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Readability and the XYZ Affair

I posted this to the "talk" page of the article on November 2, 2005:


Having recently discovered the joys of editing a well-respected encyclopedia, I was eager to share the joy with my son, who is an avid history buff. I explained how he can read an article on a topic he knows well, find mistakes in it or things missing from it, and improve it without having to undergo any test or rite of passage. "Oh yeah?" he challenged me, "what does it say about the XYZ affair?" Anxious to show off the wonders of Wikipedia, I typed the words into the search bar and hit Go. Immediately, this article popped up. We read it together. And we read, and read. It took us a long time to get past the second sentence, which used to read this way:

Three French agents, originally only publicly referred to as X, Y, and Z, but later revealed as Jean Conrad Hottinguer, Pierre Bellamy and Lucien Hauteval, demanded 50,000 pounds sterling, a $12 million loan from the United States, and a formal apology for comments made by U.S. President John Adams in return for further bilateral peace negotiations during a meeting with a three member American commission consisting of Charles Cotesworth Pinckney, John Marshall, and Elbridge Gerry in Paris.

This one sentence, 77 words long (and yet a recent improvement over an earlier run-on sentence) has a Flesch-Kincaid Reading Ease score of 19 (a score of 60 to 80 is recommended for easy reading, according to this website  ) and Grade Level 17. Now I understand our difficulty. The highest grade I completed was 16 (a B.A. degree), and my son is currently in grade 12. I carefully parsed the sentence, noting that my biggest difficulty was in identifying meaning of "in return for"—what was in return for what, I wondered? I started fixing it by changing those words to "as a condition for", which helped me quite a bit, but did nothing for the Flesch-Kincaid score. Then I broke the sentence into three smaller sentences of 40, 30, and 28 words:

Three French agents, originally only publicly referred to as X, Y, and Z, but later revealed as Jean Conrad Hottinguer, Pierre Bellamy and Lucien Hauteval, demanded enormous concessions from the United States as a condition for continuing bilateral peace negotiations. The concessions demanded by the French included 50,000 pounds sterling, a $12 million loan from the United States, and a formal apology for comments made by U.S. President John Adams. The demand came during a meeting in Paris between the French agents and a three member American commission consisting of Charles Cotesworth Pinckney, John Marshall, and Elbridge Gerry.

After this change, the Reading Ease score improved from 19 to 24, still a far cry from the goal of 60-80, though. The grade level dropped from 17 to 15 -- a grade I actually completed! Still not satisfied, I tried to break it up further, to see if I could make it more readable, if a little choppy:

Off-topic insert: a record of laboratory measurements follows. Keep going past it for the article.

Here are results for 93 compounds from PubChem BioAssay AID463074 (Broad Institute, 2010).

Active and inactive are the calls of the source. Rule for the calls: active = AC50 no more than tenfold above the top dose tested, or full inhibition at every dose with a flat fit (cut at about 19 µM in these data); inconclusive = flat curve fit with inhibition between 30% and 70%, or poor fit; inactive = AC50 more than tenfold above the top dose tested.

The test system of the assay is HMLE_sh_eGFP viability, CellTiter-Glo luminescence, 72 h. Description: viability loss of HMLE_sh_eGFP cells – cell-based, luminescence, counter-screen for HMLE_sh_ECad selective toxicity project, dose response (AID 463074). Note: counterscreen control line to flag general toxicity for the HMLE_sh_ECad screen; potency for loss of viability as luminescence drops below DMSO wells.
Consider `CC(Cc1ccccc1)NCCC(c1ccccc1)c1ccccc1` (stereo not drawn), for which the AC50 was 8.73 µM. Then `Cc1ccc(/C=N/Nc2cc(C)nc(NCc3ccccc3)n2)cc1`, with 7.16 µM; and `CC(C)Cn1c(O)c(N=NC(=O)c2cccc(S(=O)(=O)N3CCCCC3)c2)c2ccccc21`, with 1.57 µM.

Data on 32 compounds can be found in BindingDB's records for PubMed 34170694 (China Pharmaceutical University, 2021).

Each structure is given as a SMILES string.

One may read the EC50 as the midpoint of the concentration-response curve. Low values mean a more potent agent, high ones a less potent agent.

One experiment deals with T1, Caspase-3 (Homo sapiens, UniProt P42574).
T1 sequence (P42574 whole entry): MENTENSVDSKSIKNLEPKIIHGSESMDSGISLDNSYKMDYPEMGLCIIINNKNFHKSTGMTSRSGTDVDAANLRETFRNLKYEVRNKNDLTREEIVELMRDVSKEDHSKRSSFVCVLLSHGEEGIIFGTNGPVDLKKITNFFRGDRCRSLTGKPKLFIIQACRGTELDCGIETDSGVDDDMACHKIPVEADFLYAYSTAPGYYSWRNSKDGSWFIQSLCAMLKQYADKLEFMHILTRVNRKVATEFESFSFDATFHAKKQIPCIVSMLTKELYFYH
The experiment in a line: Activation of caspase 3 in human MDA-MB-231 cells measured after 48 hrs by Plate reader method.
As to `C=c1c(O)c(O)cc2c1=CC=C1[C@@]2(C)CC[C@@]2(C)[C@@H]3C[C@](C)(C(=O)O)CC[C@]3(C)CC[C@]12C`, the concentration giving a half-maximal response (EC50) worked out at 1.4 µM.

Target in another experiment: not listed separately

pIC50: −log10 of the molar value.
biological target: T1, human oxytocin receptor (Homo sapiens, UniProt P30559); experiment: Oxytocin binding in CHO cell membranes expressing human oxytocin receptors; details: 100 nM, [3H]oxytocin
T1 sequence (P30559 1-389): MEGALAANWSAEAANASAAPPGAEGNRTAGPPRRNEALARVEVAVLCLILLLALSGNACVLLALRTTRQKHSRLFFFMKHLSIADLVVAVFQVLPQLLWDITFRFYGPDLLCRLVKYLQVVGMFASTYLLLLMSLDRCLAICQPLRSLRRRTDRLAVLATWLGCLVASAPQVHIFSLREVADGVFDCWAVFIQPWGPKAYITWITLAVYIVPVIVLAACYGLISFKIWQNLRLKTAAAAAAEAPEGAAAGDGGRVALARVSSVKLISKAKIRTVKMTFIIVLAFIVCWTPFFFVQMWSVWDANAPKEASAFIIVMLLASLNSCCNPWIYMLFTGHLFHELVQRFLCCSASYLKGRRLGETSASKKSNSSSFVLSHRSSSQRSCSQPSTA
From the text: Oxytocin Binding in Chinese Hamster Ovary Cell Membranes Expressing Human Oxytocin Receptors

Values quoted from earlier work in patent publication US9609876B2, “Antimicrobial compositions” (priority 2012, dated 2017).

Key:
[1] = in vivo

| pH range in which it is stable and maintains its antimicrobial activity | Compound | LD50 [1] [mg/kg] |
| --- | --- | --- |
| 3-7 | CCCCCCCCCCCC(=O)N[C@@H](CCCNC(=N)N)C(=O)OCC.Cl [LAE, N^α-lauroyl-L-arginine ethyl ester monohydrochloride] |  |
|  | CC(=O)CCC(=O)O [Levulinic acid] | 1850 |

Three French agents demanded enormous concessions from the United States as a condition for continuing bilateral peace negotiations. The French agents were identified as X, Y, and Z. Later their names were revealed. They were Jean Conrad Hottinguer, Pierre Bellamy and Lucien Hauteval. The concessions demanded by the French included 50,000 pounds sterling, a $12 million loan from the United States, and a formal apology. The apology would be for comments made by U.S. President John Adams. The demand came during a meeting in Paris between the French agents and a three member American commission. The American commission consisted of Charles Cotesworth Pinckney, John Marshall, and Elbridge Gerry.

This gave scores of 35 and 11 -- remember, the first number should be at least 60, and the second no more than 8 for easy reading. Grrr! I read up on the how the formula works. One-syllable words help a lot, I read. I used a thesaurus to help me find short words. Then I imagined how I would explain this to a small child:

Three French men asked for money and for President John Adams to say he was sorry for things he said. The money they wanted was 50,000 pounds sterling and a $12 million loan. The French wanted these things before they would agree to keep having peace talks. At first, the French men were named as X, Y, and Z. Later their names were told. They were Jean Conrad Hottinguer, Pierre Bellamy and Lucien Hauteval. The demand came when the three French men met in Paris with three American men. The Americans were Charles Cotesworth Pinckney, John Marshall, and Elbridge Gerry.

Yahoo! 66 and 7. Ready for the vast Internet public! You'll be happy to know I went with the first improvement, but if people think this last go was best, they are welcome to copy it from here, and paste it into the article. I think it's a little too Church Lady, though, don't you?—GraemeMcRaetalk 04:27, 2 November 2005 (UTC)


I was thrilled by the quick response I received to this little story:


Please stop wasting the time of other user's with your personal stories -- no matter how tantalizing they may be. No one cares. And you're wasting space.   04:39, 2 November 2005 (UTC).
(This was posted by an administrator with the edit comment, "Stop complaining")

I never cease to be amazed at the outpouring of warmth and support I receive from the Wikipedia administrators.

Internet references

addedbytes.com: Readability Score